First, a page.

by Leah Sherwood
Andy Hyer, instructor in the Department of Community and Environmental Health, published a paper titled, “The Good, the Bad, and the Ugly: The Unnecessarily Broad Impact of Qui Tam Civil False Claims Act Cases on Rural Health Care Providers,” in Health-Matrix.
The article is about how the Federal Claims Act (FCA) provides strong financial incentives to whistleblowers, who can bring FCA cases against health care providers on the government’s behalf, even when government attorneys decline to intervene. Although these types of cases account for less than two percent of such FCA cases, the cost for defending the cases, especially for rural providers with small operating margins, may be very high.
Since whistleblowers can pursue such cases without government intervention, it undermines the policy of the Department of Justice (DOJ), which directs officials to take into account community access to care in pursuing FCA cases against rural providers. The article highlights the liability risk which rural providers face under the FCA and argues for amending the FCA to allow a whistleblower claim to proceed against providers serving designated underserved areas only where government authorities intervene in the case.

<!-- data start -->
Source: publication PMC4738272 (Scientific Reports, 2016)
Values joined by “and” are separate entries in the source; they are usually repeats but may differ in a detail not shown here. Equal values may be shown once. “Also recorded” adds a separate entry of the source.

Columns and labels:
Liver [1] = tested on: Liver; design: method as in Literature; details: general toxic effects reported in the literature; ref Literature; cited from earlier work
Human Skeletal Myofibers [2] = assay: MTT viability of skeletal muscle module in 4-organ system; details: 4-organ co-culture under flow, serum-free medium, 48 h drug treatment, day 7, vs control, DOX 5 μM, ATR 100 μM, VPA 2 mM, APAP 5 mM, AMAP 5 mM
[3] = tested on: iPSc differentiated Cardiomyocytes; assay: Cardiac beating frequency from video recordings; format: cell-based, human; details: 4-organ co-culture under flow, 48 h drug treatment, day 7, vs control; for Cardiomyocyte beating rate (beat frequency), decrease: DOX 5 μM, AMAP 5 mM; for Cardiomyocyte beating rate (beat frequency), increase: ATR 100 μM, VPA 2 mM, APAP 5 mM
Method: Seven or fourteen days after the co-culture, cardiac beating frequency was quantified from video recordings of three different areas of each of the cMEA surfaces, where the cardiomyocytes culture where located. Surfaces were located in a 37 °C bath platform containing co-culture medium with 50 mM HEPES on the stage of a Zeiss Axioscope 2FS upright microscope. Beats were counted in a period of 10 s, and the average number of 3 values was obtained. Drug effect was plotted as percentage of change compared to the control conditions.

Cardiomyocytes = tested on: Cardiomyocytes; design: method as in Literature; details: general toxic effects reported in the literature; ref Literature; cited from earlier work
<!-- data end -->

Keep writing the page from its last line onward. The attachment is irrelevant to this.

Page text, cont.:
A qui tam suit is one where a whistleblower files suit against a person or company, who is believed to be in violation of a government regulation, when there is a statute which provides for a penalty for such violations.
Health-Matrix: Journal of Law and Medicine publishes legal scholarship that looks at the convergence of law, ethics, medicine, and policy. Health-Matrix is a journal at Case Western Reserve University School of Law, which this year was ranked as having the fifth best health care law program in the world by a U.S. News and World report.